series other
email pennyf@mcs.net
more http://www.generativeart.com/
last changed 2003/08/07 15:25

_id ga9814
id ga9814
authors Gatarski, Richard
year 1998
title Evolutionary Banners, exploring a generative design approach
source International Conference on Generative Art
summary This working paper reports pre-mature findings from an ongoing research project that uses Genetic Algorithms (GAs) to automate the design of objects in the World Wide Web (WWW). Digital communications technology has on the business side been conceptualized as electronic commerce (E-commerce). Digitization implies a new cost structure for message design, test and implementation. One important problem regards the use and effectiveness of different means for E-commerce market communications. The purpose with the research presented here is to experiment with a particular use of GAs in E-commerce retailing. It is not to look for an optimal algorithm or fine-tune its parameters. This paper contributes with findings and a discussion of a new E-commerce possibility – evolutionary banner design The scientific aim is to explore the value of such an approach. As well as identify important issues. In a soon-to-be-realized implementation, the commercial aim will be to increase the sales volume for a specific product. In a sense the evolutionary banner works as an artificial art director. Still, a human director is needed to design the banner organism, its genetic code and related parameters. And of course to develop more creative uses of the approach presented below.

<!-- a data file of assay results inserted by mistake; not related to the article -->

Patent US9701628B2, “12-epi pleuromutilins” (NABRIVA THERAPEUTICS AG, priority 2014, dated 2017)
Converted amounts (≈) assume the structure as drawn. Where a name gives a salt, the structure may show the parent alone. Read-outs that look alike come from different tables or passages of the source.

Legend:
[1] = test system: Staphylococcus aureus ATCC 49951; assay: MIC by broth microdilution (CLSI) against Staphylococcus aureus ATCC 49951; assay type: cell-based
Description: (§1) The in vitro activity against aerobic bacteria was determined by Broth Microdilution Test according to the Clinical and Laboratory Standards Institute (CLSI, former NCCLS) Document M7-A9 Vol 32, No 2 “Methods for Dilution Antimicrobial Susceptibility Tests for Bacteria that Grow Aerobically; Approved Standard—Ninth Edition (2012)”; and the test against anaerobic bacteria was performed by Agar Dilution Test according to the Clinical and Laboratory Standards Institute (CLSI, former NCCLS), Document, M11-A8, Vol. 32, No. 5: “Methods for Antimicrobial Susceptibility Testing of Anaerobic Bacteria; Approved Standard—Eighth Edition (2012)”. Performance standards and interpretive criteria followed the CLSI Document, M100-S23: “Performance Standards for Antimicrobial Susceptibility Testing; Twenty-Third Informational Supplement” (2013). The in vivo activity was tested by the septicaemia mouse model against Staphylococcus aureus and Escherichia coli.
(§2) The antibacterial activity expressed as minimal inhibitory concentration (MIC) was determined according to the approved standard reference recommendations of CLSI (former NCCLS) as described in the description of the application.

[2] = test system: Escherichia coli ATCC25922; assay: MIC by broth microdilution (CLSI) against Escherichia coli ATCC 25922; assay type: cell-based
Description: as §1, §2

series other
email rgi@fek.su.se
more http://www.generativeart.com/
last changed 2003/08/07 15:25

_id ga9810
id ga9810
authors Ransen, Owen F.
year 1998
title From Ramon Llull to Image Idea Generation
source International Conference on Generative Art
summary Our minds follow familiar well trodden paths, and we sometimes need mechanical help to find new, undiscovered thoughts and ideas. Ramon Llull was a Christian philosopher who used a mechanical way of investigating truth, a set of concentric wheels on which words were written. By rotating the wheels, the words were combined in unexpected ways. A similar technique has been (re-)invented, randomised and changed by Edward de Bono and is called Lateral Thinking. Can we apply this technique to image idea generation? This paper describes a first attempt at building an image idea generator for use by artists and non-artists alike, and sets out plans for a new a more powerful version. An image idea generator takes no (or very few) instructions from the user and creates a set of images from which the user chooses those he likes best. The purpose of an image idea generator is to easily create previously un-thought of images, to easily explore the 2D world of color and form.
series other
email ransen@nemo.it
more http://www.generativeart.com/
last changed 2003/08/07 15:25

_id ga9812
id ga9812
authors Riley, Howard
year 1998
title The Genetic Code of Drawing: A systemic – functional approach to the semiotics of visual language
source International Conference on Generative Art